That said, there are some downsides to investing in cash.  For one thing, if your focus is on growing your money, there are usually much better options.  That’s why many investors often shun putting too much money into cash. They feel there are more productive ways to invest.  And while they are very liquid compared to other securities, there are still penalties if you withdraw the money from a CD before maturity.  (Money markets don’t have an early withdrawal penalty, but many banks and credit unions will charge monthly fees if the balance falls below a certain minimum.) 

With all this in mind, why have we seen so many headlines about “cash” in recent years?  It all has to do with interest rates.  As you probably know, the Federal Reserve has been gradually hiking rates for much of the past two years to bring down inflation.  When the Fed raises rates, banks and credit unions usually follow suit.  As a result, some cash investments have been paying higher interest rates than normal.  This, coupled with a volatile stock market, has caused cash to gain in popularity with some investors.

How long this trend continues is impossible to know.  And it’s worth emphasizing that cash, like all securities, is an investment that is sometimes right for some people in some situations…not always right for all people all the time.  So, if you’re interested in cash investments, be sure to talk about it with a qualified financial professional first to make sure it’s right for you. 

In the meantime, now you know what it means to “invest in cash.”  In our next post, we’ll discuss another recent investing trend.  Have a great month!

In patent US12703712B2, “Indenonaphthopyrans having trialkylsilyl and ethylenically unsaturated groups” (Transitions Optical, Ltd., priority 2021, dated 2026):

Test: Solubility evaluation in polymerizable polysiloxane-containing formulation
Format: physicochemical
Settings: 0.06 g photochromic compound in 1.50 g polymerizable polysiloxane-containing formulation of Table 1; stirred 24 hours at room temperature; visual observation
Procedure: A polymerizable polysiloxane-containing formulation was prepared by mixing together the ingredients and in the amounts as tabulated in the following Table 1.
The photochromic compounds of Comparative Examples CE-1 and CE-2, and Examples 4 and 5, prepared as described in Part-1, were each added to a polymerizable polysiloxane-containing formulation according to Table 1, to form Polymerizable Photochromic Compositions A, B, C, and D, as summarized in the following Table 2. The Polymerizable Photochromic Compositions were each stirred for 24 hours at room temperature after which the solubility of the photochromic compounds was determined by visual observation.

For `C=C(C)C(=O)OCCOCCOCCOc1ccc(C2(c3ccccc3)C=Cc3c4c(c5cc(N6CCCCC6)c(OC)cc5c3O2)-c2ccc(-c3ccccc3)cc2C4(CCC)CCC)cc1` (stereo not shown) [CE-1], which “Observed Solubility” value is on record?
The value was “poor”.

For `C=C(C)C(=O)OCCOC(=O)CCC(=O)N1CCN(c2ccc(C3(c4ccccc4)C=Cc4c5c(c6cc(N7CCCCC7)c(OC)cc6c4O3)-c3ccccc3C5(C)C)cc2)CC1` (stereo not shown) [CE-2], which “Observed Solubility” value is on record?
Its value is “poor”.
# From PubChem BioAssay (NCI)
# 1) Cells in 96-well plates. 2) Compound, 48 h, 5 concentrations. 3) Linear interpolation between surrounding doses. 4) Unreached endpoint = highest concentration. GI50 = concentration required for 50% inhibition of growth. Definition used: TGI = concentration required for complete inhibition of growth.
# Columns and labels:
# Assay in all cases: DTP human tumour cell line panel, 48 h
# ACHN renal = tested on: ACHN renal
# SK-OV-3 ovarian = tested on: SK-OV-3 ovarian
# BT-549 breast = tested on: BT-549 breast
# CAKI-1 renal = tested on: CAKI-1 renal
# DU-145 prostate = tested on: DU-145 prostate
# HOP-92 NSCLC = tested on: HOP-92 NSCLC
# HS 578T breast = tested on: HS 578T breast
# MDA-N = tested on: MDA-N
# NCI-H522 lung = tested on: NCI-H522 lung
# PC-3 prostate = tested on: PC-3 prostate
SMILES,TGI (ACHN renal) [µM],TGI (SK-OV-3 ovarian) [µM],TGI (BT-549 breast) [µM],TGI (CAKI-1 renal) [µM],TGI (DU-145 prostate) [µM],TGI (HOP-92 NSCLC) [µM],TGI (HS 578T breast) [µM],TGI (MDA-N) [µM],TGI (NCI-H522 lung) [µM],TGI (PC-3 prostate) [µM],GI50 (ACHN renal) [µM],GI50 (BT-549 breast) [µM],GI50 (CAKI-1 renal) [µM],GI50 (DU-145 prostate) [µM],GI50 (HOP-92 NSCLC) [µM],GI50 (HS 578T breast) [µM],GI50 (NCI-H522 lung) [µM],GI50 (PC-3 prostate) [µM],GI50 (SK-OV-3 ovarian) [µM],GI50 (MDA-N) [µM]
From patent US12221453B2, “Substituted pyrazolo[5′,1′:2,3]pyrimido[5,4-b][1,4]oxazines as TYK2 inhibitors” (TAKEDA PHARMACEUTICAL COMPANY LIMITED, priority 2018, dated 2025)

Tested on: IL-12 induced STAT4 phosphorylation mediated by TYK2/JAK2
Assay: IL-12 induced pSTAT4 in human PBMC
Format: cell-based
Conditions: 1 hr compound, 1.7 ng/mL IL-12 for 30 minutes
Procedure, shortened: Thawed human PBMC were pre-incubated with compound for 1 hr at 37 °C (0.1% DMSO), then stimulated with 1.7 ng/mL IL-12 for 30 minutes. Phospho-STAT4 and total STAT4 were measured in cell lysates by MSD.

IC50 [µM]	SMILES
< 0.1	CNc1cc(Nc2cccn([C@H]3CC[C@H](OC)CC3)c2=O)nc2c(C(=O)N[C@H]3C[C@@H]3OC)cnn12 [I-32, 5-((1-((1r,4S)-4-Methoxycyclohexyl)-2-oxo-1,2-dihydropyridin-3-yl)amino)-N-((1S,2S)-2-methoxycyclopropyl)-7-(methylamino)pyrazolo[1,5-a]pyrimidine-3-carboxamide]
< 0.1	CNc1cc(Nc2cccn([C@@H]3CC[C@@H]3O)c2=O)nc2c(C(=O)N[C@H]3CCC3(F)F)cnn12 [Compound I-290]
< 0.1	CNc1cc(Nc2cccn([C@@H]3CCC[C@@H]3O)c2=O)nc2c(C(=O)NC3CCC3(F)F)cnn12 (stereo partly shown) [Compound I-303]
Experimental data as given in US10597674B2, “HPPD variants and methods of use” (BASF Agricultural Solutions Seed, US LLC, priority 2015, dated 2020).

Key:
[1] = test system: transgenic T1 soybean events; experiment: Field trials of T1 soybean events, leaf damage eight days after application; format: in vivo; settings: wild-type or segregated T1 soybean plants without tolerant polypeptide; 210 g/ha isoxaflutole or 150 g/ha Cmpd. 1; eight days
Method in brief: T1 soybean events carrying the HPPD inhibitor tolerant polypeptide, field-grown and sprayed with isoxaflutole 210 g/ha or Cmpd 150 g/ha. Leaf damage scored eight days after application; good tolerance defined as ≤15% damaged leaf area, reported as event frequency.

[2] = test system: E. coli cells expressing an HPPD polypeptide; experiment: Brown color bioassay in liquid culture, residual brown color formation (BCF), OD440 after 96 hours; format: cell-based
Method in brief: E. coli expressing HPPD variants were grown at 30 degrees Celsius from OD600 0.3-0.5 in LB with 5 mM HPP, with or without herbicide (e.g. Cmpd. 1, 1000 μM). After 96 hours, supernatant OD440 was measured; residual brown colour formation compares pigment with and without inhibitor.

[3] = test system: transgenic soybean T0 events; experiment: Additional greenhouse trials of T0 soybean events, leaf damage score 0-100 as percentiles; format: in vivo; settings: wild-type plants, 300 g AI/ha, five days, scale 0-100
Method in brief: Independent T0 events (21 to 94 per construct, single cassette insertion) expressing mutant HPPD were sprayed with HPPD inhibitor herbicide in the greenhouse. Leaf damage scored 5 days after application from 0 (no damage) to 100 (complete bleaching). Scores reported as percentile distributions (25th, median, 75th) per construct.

Questions You Were Afraid to Ask #10

The only bad question is the one left unasked. That’s the premise behind many of our recent posts. Each covers a different investment-related question that many people have but are afraid to ask.  So far, we’ve discussed the essentials of how the markets work, the differences between various types of investment funds, and the ins and outs of stocks and bonds. 

A few months ago, however, an acquaintance of ours asked us a question not about investments but investing.  Specifically, she wanted to know our thoughts on the modern trend of using mobile investing platforms — aka “investing apps.” 

It’s a terrific question, because the use of such apps — and the number of apps available — has exploded in the past few years.  So, in this message, we’d like to continue our series by answering:

Questions You Were Afraid to Ask #10:
What are the pros and cons of investing apps? 

Mobile investing apps enable people to buy and sell certain types of securities right from their phone.  They have provided investors with a quick and easy way to access the markets.  For new investors who are just getting started, these apps have made the act of investing more accessible than ever before.